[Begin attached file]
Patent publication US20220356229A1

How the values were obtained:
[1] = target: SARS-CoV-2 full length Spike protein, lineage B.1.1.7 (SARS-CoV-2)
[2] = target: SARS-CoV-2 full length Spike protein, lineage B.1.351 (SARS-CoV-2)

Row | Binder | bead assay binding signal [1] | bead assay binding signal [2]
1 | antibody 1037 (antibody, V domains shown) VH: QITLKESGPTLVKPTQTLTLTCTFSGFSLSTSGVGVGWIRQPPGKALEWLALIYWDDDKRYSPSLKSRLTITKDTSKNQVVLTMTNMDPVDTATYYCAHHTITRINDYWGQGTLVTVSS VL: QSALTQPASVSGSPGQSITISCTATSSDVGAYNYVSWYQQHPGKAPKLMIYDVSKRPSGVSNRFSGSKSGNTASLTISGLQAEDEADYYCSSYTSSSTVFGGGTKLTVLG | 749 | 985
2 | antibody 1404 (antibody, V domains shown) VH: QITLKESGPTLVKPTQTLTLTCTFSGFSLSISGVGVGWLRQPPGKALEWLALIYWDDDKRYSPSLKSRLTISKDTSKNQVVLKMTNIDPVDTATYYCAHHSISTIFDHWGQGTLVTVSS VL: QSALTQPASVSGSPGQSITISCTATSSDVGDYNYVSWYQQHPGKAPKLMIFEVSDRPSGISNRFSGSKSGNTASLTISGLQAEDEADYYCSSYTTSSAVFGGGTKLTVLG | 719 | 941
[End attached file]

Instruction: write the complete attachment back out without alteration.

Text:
Patent publication US20220356229A1

How the values were obtained:
[1] = target: SARS-CoV-2 full length Spike protein, lineage B.1.1.7 (SARS-CoV-2)
[2] = target: SARS-CoV-2 full length Spike protein, lineage B.1.351 (SARS-CoV-2)

Row | Binder | bead assay binding signal [1] | bead assay binding signal [2]
1 | antibody 1037 (antibody, V domains shown) VH: QITLKESGPTLVKPTQTLTLTCTFSGFSLSTSGVGVGWIRQPPGKALEWLALIYWDDDKRYSPSLKSRLTITKDTSKNQVVLTMTNMDPVDTATYYCAHHTITRINDYWGQGTLVTVSS VL: QSALTQPASVSGSPGQSITISCTATSSDVGAYNYVSWYQQHPGKAPKLMIYDVSKRPSGVSNRFSGSKSGNTASLTISGLQAEDEADYYCSSYTSSSTVFGGGTKLTVLG | 749 | 985
2 | antibody 1404 (antibody, V domains shown) VH: QITLKESGPTLVKPTQTLTLTCTFSGFSLSISGVGVGWLRQPPGKALEWLALIYWDDDKRYSPSLKSRLTISKDTSKNQVVLKMTNIDPVDTATYYCAHHSISTIFDHWGQGTLVTVSS VL: QSALTQPASVSGSPGQSITISCTATSSDVGDYNYVSWYQQHPGKAPKLMIFEVSDRPSGISNRFSGSKSGNTASLTISGLQAEDEADYYCSSYTTSSAVFGGGTKLTVLG | 719 | 941